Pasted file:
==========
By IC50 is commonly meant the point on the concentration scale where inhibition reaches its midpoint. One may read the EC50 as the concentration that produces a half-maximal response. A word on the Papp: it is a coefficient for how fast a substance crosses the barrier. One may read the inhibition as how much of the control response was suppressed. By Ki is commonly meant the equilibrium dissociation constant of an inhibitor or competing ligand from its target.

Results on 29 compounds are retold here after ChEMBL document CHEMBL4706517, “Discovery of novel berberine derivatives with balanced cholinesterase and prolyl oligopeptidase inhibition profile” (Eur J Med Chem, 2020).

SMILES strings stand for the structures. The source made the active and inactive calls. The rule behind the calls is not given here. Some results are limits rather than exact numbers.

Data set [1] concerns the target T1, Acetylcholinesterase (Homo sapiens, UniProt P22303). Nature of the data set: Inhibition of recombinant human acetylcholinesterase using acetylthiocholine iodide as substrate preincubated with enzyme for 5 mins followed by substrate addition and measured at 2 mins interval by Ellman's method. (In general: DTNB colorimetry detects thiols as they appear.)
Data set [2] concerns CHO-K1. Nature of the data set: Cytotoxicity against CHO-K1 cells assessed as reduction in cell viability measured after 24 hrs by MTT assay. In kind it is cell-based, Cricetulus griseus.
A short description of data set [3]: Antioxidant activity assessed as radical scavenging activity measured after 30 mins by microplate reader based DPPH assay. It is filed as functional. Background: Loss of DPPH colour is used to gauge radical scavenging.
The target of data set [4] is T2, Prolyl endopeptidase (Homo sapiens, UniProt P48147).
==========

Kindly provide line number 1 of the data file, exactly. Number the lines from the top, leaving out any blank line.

By IC50 is commonly meant the point on the concentration scale where inhibition reaches its midpoint. One may read the EC50 as the concentration that produces a half-maximal response. A word on the Papp: it is a coefficient for how fast a substance crosses the barrier. One may read the inhibition as how much of the control response was suppressed. By Ki is commonly meant the equilibrium dissociation constant of an inhibitor or competing ligand from its target.